Selamta July–August 2013

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FI L I P P O TAFI

Diami, as she is known, runs a onewoman business, cooking and delivering Senegalese meals. She prepares some of the area’s best ceebu jen — a traditional meal of fresh fish served over a cornucopia of vegetables in a tomato-based sauce, all atop rice cooked in the flavor-rich stock. You’ll find vendors selling it on almost any street corner in Dakar. One local ex-patriot says, “Each time I meet someone who has just arrived in Dakar, I offer two pieces of advice: Learn some greetings in Wolof and order some ceebu jen from Diami. The greetings will open the door for you to meet your neighbors, and the food will make you want to stay in Senegal forever.” From Mauritania in the north to Nigeria in the Gulf of Guinea, West Africa’s coastal waters are among the world’s most productive fishing grounds, with approximately 1.6 million tons of fish caught annually. Traditional artisanal fishing remains a key economic component in West Africa alongside larger industrial fisheries. Fish is an important protein source for West Africans, as many of their staple foods are carbohydrate-rich crops (think yams, rice and maize), dependent on unpredictable rainfall. Moving inland, the Senegal, Volta and Niger Rivers are also significant dietary and economical sources of fish. The Bozo people of Mali, some 1,264 kilometers (785 miles) from the coast, have lived in nomadic fishing villages along the Niger River for thousands of years, earning their title, “masters of the river.” Traveling around West Africa you’ll find different countries boasting their own traditional fish recipes. The local specialty in Bamako, Mali, is la capitaine sangha — Nile perch (fresh from the Niger river) with a hot chile sauce garnish, whole fried bananas and rice. In Togo, where ground maize porridge (akume) forms the base of many dishes, akume with ademe sauce combines maize and cassava dough balls cooked in a sauce of ademe, a native green, mixed with smoked and salted fish, crab and beef. In Senegal, ceebu jen is recognized by many names: thieboudienne, tiéboudienne, thiep bou dien, cep bu jën — variations of the Wolof words rice (ceeb) and fish (jen). Internationally, it’s akin to Spanish paella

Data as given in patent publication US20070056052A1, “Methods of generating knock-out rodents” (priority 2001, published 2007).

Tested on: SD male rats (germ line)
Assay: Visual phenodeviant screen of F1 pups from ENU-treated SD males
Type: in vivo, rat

and Creole jambalaya, a one-pot, multilayered dish where flavors build on each other during the cooking process. First, a whole, white fish is stuffed with roff, a savory mixture of garlic, salt, chile peppers, scallions and parsley. To further infuse the fish with flavor, slices are cut along its sides to make pockets for more roff. After frying in peanut oil until lightly browned, the fish is set aside to be steamed later with the vegetables. It’s important to use the same pan, now perfectly seasoned by the fish, to simmer chopped cabbage, potatoes, eggplant, carrots, onions (and usually hot chiles) in a tomato-based sauce. Pieces of guedge, a smoky, dried fish, are added for deep flavor. After cooking, the vegetables are removed, and short or broken rice steams in the now richly complex broth, hopefully forming some dried, crispy xooñ on the bottom of the pot that makes for a satisfying crunch. Like many Senegalese and West African dishes, the rice is topped with the hearty stew, crowned with the fish and often served on a large platter to be enjoyed communally. Diami’s ceebu jen is well worth the 10,000 CFA (US$20), because one order serves five people. She delivers personally, always with a fresh lime garnish, and even brings extra xooñ to her regular customers. Even they admit, though, that ceebu jen is incredible everywhere

in Dakar. If you’re looking for a dine-in experience, Chez Loutcha, on Rue Mousse Diop in downtown Dakar, serves up large portions at reasonable prices in a lively Senegalese atmosphere. If all this whets your appetite for fish, many traditional Senegalese recipes can be found online and are adaptable to whatever produce or fish you have available. Try your hand at poisson yassa (fish in a lemony onion and mustard sauce) or pastels (savory fish turnovers). Whatever the dish, you’re likely to find yourself falling for the piscine cuisine of West Africa — hook, line and sinker. Visit selamta.co/pastels to dive into another Senegalese recipe.

Ceebu jen — a mix of fish, rice and cooked vegetables — is one of Senegal’s most popular dishes. july/august 2013

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